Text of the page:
Mayoral Candidates Discuss Broader Issues

Phillips (L) and Gallagher during Candidates Forum

Gallagher and Phillips on Cold Spring’s Future

By Michael Turton

The first half of the March 2 Cold Spring Candidates’ Forum hosted by Philipstown.info featured a conversation with the two candidates for Mayor: the incumbent Seth Gallagher and former mayor Anthony Phillips. The early part of that discussion focused on nuts and bolts issues like the Village budget. In the latter part of the conversation, moderator Gordon Stewart shifted the focus to much broader and forward-looking questions about the nature of the village. Stewart’s questions have been condensed and candidates’ responses have also been shortened to capture the essence of what was said.  A video of the complete conversation is available on Philipstown.info.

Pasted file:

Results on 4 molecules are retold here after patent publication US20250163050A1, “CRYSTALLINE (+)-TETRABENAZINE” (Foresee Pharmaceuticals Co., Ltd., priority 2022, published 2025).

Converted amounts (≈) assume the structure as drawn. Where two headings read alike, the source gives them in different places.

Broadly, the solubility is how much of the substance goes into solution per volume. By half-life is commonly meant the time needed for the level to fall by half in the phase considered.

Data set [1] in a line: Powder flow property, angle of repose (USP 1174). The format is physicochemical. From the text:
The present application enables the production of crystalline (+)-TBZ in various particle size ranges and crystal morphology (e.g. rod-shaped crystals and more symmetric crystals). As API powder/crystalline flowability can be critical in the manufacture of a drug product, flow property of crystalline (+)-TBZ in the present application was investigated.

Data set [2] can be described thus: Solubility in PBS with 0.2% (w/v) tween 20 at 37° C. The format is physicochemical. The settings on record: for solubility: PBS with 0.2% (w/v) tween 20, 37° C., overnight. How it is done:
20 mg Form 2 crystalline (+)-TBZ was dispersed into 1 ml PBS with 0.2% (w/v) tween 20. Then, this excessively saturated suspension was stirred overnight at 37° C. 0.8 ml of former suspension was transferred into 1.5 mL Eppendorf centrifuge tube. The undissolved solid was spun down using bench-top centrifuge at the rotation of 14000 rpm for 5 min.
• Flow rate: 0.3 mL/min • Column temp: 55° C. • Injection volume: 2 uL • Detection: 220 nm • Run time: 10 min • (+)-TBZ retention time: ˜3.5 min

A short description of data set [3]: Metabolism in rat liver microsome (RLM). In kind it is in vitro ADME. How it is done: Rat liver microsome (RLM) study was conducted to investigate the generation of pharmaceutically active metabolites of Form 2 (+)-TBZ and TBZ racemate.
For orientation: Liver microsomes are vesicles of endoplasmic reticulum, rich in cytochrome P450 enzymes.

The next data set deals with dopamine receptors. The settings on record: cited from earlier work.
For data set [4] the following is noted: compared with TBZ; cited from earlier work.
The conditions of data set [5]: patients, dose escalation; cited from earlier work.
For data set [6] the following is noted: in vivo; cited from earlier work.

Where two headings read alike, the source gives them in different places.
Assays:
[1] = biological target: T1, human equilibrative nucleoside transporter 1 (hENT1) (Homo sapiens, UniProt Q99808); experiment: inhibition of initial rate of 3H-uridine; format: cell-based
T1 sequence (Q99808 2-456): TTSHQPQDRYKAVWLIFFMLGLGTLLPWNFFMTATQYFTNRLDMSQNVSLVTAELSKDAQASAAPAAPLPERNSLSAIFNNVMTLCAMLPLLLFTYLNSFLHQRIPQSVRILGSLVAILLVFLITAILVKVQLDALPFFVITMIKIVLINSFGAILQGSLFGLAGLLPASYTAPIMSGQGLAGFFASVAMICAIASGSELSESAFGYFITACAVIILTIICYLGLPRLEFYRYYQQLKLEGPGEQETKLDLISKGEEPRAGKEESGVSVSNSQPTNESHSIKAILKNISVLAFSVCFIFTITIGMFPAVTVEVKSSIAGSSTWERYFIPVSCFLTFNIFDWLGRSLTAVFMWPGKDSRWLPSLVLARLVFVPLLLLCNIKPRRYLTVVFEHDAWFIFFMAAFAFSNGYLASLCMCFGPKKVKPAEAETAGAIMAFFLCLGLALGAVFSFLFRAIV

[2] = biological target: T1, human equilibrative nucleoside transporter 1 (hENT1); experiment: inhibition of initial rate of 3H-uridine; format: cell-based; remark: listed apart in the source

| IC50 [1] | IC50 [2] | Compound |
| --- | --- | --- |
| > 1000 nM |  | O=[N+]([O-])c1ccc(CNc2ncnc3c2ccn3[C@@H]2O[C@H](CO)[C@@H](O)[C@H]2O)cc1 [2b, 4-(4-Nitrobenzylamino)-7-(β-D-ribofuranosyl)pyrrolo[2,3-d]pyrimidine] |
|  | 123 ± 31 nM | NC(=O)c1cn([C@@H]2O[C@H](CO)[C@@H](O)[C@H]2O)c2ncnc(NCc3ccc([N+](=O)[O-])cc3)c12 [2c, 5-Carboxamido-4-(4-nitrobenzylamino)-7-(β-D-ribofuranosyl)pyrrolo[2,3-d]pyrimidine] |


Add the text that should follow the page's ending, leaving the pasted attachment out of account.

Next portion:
Stewart: If asked about the future of Cold Spring, I’d have to say I’m really not sure. I can imagine a future where we continue to improve economically; a Main Street that is more vibrant, a magnet. Or I can imagine the opposite – we have slipped a bit; there’s a boarded-up feeling; divisions between those who have been here a long time and more recent residents have become deeper; we become a place that is less attractive. As mayor, what would you like to lead us to? What do you want to protect us from? 
Anthony PhillipsObviously tourism is a very important part of our business community. There is a fine line that you have to draw between promoting it, getting too much of it – and the residents of the village. They have to be protected. Weekends are very difficult for residents.
       A lot of the businesses here, the owners, don’t live in Cold Spring. There’s quite a few. Some do [live here]”¦.Weekends here in the business sense are good for the eateries. Some of the businesses that just sell whatever are struggling. They’re struggling badly. Because of the economy. Parking. What Seth did was a good idea. Maneuver parking so that it isn’t such a burden on businesses.

Former mayor Anthony Phillips

At one time we promoted parking meters – to move traffic along, to get revenue from the people that live here. We love the businesses that are here, want to see them prosper – but some of them, to be perfectly honest, are selling wares that people aren’t buying now.